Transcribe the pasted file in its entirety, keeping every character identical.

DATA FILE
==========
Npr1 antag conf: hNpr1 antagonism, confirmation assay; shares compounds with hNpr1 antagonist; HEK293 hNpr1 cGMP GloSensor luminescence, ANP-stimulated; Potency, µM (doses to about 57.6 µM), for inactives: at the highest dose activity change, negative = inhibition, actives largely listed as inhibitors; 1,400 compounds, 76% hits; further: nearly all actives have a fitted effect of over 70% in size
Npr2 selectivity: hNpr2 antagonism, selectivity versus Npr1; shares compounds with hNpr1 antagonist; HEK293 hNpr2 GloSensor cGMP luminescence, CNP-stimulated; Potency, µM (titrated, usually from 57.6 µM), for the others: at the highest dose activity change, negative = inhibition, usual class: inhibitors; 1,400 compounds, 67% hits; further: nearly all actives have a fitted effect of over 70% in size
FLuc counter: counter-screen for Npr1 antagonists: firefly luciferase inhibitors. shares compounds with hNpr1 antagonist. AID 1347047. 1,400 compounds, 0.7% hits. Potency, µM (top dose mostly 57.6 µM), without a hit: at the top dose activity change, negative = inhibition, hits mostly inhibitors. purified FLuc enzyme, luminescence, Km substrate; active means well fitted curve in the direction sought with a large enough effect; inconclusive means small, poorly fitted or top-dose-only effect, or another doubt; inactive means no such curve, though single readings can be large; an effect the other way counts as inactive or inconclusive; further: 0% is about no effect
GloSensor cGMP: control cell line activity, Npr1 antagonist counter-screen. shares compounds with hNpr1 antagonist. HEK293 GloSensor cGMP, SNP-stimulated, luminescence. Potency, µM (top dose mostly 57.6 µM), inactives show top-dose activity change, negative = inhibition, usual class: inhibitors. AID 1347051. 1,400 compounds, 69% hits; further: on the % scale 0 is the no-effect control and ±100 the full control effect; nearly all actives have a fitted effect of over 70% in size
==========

Npr1 antag conf: hNpr1 antagonism, confirmation assay; shares compounds with hNpr1 antagonist; HEK293 hNpr1 cGMP GloSensor luminescence, ANP-stimulated; Potency, µM (doses to about 57.6 µM), for inactives: at the highest dose activity change, negative = inhibition, actives largely listed as inhibitors; 1,400 compounds, 76% hits; further: nearly all actives have a fitted effect of over 70% in size
Npr2 selectivity: hNpr2 antagonism, selectivity versus Npr1; shares compounds with hNpr1 antagonist; HEK293 hNpr2 GloSensor cGMP luminescence, CNP-stimulated; Potency, µM (titrated, usually from 57.6 µM), for the others: at the highest dose activity change, negative = inhibition, usual class: inhibitors; 1,400 compounds, 67% hits; further: nearly all actives have a fitted effect of over 70% in size
FLuc counter: counter-screen for Npr1 antagonists: firefly luciferase inhibitors. shares compounds with hNpr1 antagonist. AID 1347047. 1,400 compounds, 0.7% hits. Potency, µM (top dose mostly 57.6 µM), without a hit: at the top dose activity change, negative = inhibition, hits mostly inhibitors. purified FLuc enzyme, luminescence, Km substrate; active means well fitted curve in the direction sought with a large enough effect; inconclusive means small, poorly fitted or top-dose-only effect, or another doubt; inactive means no such curve, though single readings can be large; an effect the other way counts as inactive or inconclusive; further: 0% is about no effect
GloSensor cGMP: control cell line activity, Npr1 antagonist counter-screen. shares compounds with hNpr1 antagonist. HEK293 GloSensor cGMP, SNP-stimulated, luminescence. Potency, µM (top dose mostly 57.6 µM), inactives show top-dose activity change, negative = inhibition, usual class: inhibitors. AID 1347051. 1,400 compounds, 69% hits; further: on the % scale 0 is the no-effect control and ±100 the full control effect; nearly all actives have a fitted effect of over 70% in size